We explain what pH is and what instruments are used to measure it. The pH scale and examples of acidic, neutral, and base compounds.
What is pH?
pH is a measure used to establish a solution’s acidity or alkalinity level. The “p” stands for “potential,” which is why pH is called: the potential of hydrogen.
It is expressed as the base ten negative logarithms of the hydrogen ion concentration. The following equation represents this definition:
Equation 1: Equations to calculate pH and POH.
On the other hand, pOH measures the concentration of hydroxyl ions in a solution. It is expressed as the base ten negative logarithms of the hydroxyl ion concentration and, unlike pH, is used to measure the alkalinity level of a solution.
An additional fact is that in an aqueous solution at 25 ºC, the pH and pOH sum equals 14.
What is the relationship between acidity level and pH?
Acid solutions have a high amount of hydrogen ions. This means that they have low pH values (see equation 1), and their acidity level is high. Thus, a solution will be more acidic or less acidic depending on the number of hydrogen ions it has.
On the other hand, essential (alkaline) solutions have low amounts of hydrogen ions. This means that they have high pH values (see equation 1), and their acidity level is low.
The pH measurement scale
The pH scale measures the degree of acidity of a solution. Since the pH is related to the pOH (see equation 1), then knowing the degree of sharpness of a solution, we can also understand its degree of basicity.
Thus, the pH scale goes from 0 to 14. For example, substances with a pH value=0 are the most acidic (less basic), those with pH=7 are neutral, and those with pH= 14 are the least acidic (most basic).
Examples of Acidic, Basic, and Neutral Compounds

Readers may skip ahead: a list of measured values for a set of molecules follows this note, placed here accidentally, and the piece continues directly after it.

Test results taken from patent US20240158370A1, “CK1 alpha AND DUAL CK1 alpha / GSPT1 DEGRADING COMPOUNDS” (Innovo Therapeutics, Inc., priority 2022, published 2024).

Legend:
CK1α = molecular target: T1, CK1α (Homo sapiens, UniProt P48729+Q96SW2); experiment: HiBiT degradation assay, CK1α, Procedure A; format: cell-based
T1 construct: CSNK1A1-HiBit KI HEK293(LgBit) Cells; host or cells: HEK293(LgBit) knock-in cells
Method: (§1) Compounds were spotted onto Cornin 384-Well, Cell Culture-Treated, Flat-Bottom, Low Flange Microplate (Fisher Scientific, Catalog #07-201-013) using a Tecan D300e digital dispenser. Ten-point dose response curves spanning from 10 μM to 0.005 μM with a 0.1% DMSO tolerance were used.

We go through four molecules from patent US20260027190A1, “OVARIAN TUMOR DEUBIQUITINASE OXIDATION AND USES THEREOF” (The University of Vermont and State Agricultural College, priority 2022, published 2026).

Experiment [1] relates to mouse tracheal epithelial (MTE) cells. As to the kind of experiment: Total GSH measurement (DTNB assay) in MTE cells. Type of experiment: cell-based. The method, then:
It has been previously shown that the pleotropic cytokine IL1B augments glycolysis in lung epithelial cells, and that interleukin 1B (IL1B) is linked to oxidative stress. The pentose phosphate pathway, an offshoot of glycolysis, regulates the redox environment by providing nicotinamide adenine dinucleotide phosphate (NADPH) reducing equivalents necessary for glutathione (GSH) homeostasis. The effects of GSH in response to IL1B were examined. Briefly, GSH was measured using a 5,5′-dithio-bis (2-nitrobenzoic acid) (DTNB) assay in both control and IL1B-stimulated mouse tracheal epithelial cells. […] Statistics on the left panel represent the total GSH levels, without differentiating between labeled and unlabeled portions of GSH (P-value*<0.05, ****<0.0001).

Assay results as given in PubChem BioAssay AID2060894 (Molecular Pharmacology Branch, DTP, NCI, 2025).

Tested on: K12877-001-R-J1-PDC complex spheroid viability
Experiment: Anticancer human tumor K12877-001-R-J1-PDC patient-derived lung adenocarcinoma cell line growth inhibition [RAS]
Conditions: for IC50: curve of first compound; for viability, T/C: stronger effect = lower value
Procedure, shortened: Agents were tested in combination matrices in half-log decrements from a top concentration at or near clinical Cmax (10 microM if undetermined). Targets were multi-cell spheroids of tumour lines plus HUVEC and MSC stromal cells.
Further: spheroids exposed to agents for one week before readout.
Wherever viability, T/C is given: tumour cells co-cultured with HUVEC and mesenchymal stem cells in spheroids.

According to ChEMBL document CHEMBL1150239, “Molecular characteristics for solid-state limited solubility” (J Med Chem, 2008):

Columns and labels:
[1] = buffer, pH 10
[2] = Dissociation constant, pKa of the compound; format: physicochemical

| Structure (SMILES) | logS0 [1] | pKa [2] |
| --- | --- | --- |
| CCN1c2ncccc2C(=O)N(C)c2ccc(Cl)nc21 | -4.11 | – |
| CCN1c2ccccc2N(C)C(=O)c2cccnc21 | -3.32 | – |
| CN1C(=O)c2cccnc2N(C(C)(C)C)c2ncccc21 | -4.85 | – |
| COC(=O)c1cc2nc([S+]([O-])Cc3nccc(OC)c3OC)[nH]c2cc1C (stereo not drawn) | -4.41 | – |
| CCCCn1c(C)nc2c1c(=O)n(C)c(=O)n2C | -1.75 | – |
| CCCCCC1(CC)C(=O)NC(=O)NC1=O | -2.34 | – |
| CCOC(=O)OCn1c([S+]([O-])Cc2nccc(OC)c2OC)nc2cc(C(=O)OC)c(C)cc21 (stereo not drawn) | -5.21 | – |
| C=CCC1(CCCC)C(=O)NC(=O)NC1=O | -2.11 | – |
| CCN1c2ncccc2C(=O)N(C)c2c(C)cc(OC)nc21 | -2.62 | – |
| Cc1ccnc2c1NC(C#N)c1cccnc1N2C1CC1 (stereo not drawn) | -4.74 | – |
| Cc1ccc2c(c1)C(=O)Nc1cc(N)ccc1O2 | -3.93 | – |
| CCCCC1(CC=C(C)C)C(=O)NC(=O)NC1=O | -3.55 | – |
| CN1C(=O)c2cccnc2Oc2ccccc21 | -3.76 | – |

Examples of Acidic Compounds
Battery acids. They have pH values between 0 and 1. Their acid level is so strong that it is detrimental to the species.
Acid rain. It is a phenomenon produced by the accumulation of acids from fossil fuels. These rains can take pH values between 2 and 5 on the pH scale. When the pH approaches 2, it can cause the death of fish, plants, and other species. When the pH is close to 5, it produces less damage but still affects aquatic and terrestrial life.
Lemon juice. It has pH values between 2 and 3.
Coffee. It has a pH value=5 or very close values.
Examples of neutral compounds
Examples of basic compounds
Milk of magnesia. The pH table is located between the values 10 and 11. This product is for consumption
Bleach or chlorine. It has pH values around 13. It is used for cleaning the home, bathrooms, and kitchen and has the power to discolor clothes.
How is pH measured?
The way to distinguish between an acidic and a primary compound is by measuring its pH value. Currently, there are numerous methods to measure the pH of a substance.
Using acid-base indicators. Indicators are compounds that change color by changing the pH of the solution in which they are found. For example, phenolphthalein is a liquid that turns pink when added to a base and colorless when added to an acid. Another example is litmus paper: if a fragment is immersed in an acidic solution, it turns red-orange, and if it is engaged in a basic solution, it darkens to a blue color. Some types of litmus paper with more specific color scales indicate more accurate pH values.
Using a potentiometer or pH meter. It is electronic equipment that directly gives us the pH value of a solution. The pH measurement utilizing this equipment is more accurate than using litmus paper.
What are buffer solutions or buffers?
Buffer solutions or Buffers keep the pH of a solution constant, even when specific amounts of acid or base are added.
Buffer solutions are vital in regulating the pH of many biological processes because, for many of them t,o be the pH of the medium in which they occur must remain constant.